Fremont; Neb., Aug. 25. (Special
Telegram.) Thirty Fremont stock
holders of the Nye-Scbneider-Fow-
Icr company held a meetinar to con
sider the organization plan sent out
from Chicago by a stockholders'
Creditor banks havp sinirpd the
aid of Julius Barnes in the reorgan-
lzauun. ne is 10 nc piacea at tne
head of the company and given an
option on 55 jer cent of the stock
to assure him ot complete control.
The option provides that he may
purchase the stock before August.
1922, for $40 a share, and have five
years to exercise such option at 5 per
cent annual compound interest based
on the $40 a share. Price of the stock
is subject to such modification as
may be revealed by an appraisal as
ot August l, lyjl, of the properties
to be. made by Vice .President van
Vechton of the Continental and Com
mercial National bank of Chicago, in
no case to exceed $60.
The reorganization plan provides
that Frank Fowler and members of
his family deposit their entire hold
ings and then additional stock will
be put into Mr. Barnes' hands
through certificates issued through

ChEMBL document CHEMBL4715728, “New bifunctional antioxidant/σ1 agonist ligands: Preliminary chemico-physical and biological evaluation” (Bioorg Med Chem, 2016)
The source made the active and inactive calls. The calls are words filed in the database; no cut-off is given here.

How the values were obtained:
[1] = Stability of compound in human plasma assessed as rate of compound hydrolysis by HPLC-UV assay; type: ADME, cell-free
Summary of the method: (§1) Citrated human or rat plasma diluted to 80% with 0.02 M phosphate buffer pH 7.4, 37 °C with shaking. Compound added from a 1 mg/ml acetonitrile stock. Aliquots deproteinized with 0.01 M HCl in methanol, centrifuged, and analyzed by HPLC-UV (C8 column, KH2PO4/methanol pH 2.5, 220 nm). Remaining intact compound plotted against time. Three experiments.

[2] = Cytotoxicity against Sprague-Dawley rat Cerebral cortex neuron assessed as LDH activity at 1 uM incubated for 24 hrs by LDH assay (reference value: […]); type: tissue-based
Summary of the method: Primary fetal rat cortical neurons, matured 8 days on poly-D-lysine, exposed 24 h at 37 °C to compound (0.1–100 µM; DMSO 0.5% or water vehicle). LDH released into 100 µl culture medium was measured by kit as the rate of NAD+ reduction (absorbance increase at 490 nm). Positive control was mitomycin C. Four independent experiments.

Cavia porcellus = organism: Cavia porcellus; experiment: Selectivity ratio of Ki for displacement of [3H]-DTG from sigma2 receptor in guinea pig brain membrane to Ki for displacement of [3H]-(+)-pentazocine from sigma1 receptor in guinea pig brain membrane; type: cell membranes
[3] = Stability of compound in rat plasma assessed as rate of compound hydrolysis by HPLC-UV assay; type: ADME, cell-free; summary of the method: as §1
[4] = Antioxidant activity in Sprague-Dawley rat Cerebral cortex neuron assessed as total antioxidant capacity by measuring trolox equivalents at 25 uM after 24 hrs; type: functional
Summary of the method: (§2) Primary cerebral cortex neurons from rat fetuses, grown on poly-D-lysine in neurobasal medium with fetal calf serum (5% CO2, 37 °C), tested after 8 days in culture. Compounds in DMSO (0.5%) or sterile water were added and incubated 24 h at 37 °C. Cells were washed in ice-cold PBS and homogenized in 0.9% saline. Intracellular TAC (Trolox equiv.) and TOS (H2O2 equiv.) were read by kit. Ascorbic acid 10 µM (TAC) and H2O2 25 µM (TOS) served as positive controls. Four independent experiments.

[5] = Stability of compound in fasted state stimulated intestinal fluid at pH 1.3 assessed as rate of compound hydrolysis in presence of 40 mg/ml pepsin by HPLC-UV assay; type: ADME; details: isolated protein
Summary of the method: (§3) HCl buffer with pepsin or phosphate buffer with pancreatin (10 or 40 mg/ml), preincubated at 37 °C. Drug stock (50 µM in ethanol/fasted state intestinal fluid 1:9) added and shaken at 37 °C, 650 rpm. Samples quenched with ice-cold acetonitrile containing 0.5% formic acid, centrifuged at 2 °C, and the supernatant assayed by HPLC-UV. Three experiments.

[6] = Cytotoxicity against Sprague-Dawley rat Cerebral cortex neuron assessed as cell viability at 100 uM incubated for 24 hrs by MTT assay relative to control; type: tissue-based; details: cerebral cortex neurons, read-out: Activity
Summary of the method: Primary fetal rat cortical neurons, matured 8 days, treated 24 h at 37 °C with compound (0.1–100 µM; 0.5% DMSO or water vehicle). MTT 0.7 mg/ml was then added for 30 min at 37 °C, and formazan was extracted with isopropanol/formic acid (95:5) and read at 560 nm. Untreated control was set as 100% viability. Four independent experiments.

the depository banks at Chicago to
make 55 per cent of the stock out
standing. At least 12 per cent more
must be deposited with the Chicago
stockholders' committee, to give the
latter two-thirds for absolute control.-
, .. ; .. ...
Stockholders have received no
statements to the condition "of the
company They are ignorant as to
whether the valuation of stock as
set out by the protective committee
coincides with the values shown in
the inventory made by the firm. The
attending stockholders are eager for
the company to continue in busi
ness and stated that they merely
wanted to take steps for the good
of all concerned. W. J. Court
right, local attorney, " is attend
ing a meetirig in ' .Chicago today
looking after local interests.
' Stockholders adopted a set of
resolutions in, line with the results
and decisions formed at the con
ference in referring to Mr. Fowler,
former president of the N. S. F.
company. The resolutions state,
"We insist that Mr. Fowlef . and
family, as holders of the largest sin
gle amount of stock, do not sell the
same unless the rest of us have the
same privilege. And we, as between
ourselves, should none of us sell un
til we get a report from the execu
tive committee on a basis that we.
can all sell if we wish."
Noted American Inventor,
And Scientist Dies in Paris
Paris. Aug. 25. (By The Asso
ciated Press.) Peter Cooper Hewitt,
American scientist and electrical in
ventor, died in the American hospital
here tonight. Mrs. Hewitt and his
two sisters were at his bedside.
Charley Chaplin to Visit Old
Home; to Be Cone 3 Months
Los Angeles, Aug--25. Charles
Chaplin, film comedian, left Los
Angeles today for New York City
from where he plans to sail for Eng
land, his native land.
Giuseppe Ristori was the
, son of an Italian fisherman,